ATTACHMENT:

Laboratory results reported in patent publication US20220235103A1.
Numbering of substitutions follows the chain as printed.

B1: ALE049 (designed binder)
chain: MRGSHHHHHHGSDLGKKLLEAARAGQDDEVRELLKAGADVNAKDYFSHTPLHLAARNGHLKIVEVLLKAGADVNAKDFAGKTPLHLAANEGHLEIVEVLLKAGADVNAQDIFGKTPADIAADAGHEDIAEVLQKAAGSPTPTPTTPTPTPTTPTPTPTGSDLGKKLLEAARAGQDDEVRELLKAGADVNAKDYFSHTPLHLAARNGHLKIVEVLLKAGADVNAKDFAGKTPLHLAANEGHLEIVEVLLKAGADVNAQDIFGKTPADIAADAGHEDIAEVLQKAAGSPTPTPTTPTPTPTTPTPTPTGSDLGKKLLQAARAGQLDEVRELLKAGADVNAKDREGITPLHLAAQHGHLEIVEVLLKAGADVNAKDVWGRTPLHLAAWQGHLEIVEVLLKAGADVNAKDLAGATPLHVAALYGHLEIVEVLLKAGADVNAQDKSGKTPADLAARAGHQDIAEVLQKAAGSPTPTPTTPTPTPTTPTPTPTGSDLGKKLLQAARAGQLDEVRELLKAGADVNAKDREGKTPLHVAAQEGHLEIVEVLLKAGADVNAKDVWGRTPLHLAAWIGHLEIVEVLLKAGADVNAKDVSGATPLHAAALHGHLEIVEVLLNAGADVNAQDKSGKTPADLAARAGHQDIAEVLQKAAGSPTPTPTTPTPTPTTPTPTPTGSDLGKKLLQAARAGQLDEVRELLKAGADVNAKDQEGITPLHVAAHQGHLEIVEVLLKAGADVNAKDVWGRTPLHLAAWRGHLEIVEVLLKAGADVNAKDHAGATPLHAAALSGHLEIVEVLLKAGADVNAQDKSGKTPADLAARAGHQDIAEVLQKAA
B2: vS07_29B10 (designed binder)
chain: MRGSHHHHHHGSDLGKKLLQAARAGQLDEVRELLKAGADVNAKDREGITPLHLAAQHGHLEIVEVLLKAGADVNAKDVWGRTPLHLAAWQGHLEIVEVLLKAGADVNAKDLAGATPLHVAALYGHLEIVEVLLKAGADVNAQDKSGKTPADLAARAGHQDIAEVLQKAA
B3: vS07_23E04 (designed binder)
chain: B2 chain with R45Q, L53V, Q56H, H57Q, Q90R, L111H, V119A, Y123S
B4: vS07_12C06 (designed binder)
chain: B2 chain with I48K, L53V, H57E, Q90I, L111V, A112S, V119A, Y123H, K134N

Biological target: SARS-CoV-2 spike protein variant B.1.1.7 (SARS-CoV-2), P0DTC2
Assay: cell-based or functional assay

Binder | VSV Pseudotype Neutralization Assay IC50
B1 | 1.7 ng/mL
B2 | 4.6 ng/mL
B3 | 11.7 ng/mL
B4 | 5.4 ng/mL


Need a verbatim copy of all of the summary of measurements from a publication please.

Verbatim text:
Laboratory results reported in patent publication US20220235103A1.
Numbering of substitutions follows the chain as printed.

B1: ALE049 (designed binder)
chain: MRGSHHHHHHGSDLGKKLLEAARAGQDDEVRELLKAGADVNAKDYFSHTPLHLAARNGHLKIVEVLLKAGADVNAKDFAGKTPLHLAANEGHLEIVEVLLKAGADVNAQDIFGKTPADIAADAGHEDIAEVLQKAAGSPTPTPTTPTPTPTTPTPTPTGSDLGKKLLEAARAGQDDEVRELLKAGADVNAKDYFSHTPLHLAARNGHLKIVEVLLKAGADVNAKDFAGKTPLHLAANEGHLEIVEVLLKAGADVNAQDIFGKTPADIAADAGHEDIAEVLQKAAGSPTPTPTTPTPTPTTPTPTPTGSDLGKKLLQAARAGQLDEVRELLKAGADVNAKDREGITPLHLAAQHGHLEIVEVLLKAGADVNAKDVWGRTPLHLAAWQGHLEIVEVLLKAGADVNAKDLAGATPLHVAALYGHLEIVEVLLKAGADVNAQDKSGKTPADLAARAGHQDIAEVLQKAAGSPTPTPTTPTPTPTTPTPTPTGSDLGKKLLQAARAGQLDEVRELLKAGADVNAKDREGKTPLHVAAQEGHLEIVEVLLKAGADVNAKDVWGRTPLHLAAWIGHLEIVEVLLKAGADVNAKDVSGATPLHAAALHGHLEIVEVLLNAGADVNAQDKSGKTPADLAARAGHQDIAEVLQKAAGSPTPTPTTPTPTPTTPTPTPTGSDLGKKLLQAARAGQLDEVRELLKAGADVNAKDQEGITPLHVAAHQGHLEIVEVLLKAGADVNAKDVWGRTPLHLAAWRGHLEIVEVLLKAGADVNAKDHAGATPLHAAALSGHLEIVEVLLKAGADVNAQDKSGKTPADLAARAGHQDIAEVLQKAA
B2: vS07_29B10 (designed binder)
chain: MRGSHHHHHHGSDLGKKLLQAARAGQLDEVRELLKAGADVNAKDREGITPLHLAAQHGHLEIVEVLLKAGADVNAKDVWGRTPLHLAAWQGHLEIVEVLLKAGADVNAKDLAGATPLHVAALYGHLEIVEVLLKAGADVNAQDKSGKTPADLAARAGHQDIAEVLQKAA
B3: vS07_23E04 (designed binder)
chain: B2 chain with R45Q, L53V, Q56H, H57Q, Q90R, L111H, V119A, Y123S
B4: vS07_12C06 (designed binder)
chain: B2 chain with I48K, L53V, H57E, Q90I, L111V, A112S, V119A, Y123H, K134N

Biological target: SARS-CoV-2 spike protein variant B.1.1.7 (SARS-CoV-2), P0DTC2
Assay: cell-based or functional assay

Binder | VSV Pseudotype Neutralization Assay IC50
B1 | 1.7 ng/mL
B2 | 4.6 ng/mL
B3 | 11.7 ng/mL
B4 | 5.4 ng/mL